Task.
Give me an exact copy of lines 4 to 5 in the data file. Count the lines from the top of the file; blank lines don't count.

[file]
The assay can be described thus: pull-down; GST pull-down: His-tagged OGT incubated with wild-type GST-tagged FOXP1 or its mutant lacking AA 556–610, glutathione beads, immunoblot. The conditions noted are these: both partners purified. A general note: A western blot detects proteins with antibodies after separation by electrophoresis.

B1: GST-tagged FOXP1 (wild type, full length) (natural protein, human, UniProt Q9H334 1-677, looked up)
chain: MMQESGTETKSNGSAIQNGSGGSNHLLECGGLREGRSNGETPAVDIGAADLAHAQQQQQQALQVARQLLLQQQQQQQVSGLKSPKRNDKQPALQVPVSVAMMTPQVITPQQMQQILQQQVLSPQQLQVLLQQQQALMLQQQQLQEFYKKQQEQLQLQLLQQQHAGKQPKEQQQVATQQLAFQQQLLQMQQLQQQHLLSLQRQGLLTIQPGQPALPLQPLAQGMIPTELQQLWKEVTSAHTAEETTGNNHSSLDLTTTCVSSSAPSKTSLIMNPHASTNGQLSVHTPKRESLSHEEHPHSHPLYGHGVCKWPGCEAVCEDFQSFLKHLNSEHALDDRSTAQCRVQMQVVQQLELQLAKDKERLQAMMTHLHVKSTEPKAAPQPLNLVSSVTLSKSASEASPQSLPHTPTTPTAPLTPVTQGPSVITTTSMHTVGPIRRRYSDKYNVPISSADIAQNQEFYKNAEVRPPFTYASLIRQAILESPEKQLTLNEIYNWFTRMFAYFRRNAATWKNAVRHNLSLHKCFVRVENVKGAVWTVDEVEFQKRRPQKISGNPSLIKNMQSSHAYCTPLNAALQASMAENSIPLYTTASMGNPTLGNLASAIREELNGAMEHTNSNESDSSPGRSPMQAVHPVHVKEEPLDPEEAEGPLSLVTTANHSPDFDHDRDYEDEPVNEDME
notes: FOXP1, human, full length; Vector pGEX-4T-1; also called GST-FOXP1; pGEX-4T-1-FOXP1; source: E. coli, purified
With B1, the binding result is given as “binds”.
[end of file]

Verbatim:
notes: FOXP1, human, full length; Vector pGEX-4T-1; also called GST-FOXP1; pGEX-4T-1-FOXP1; source: E. coli, purified
With B1, the binding result is given as “binds”.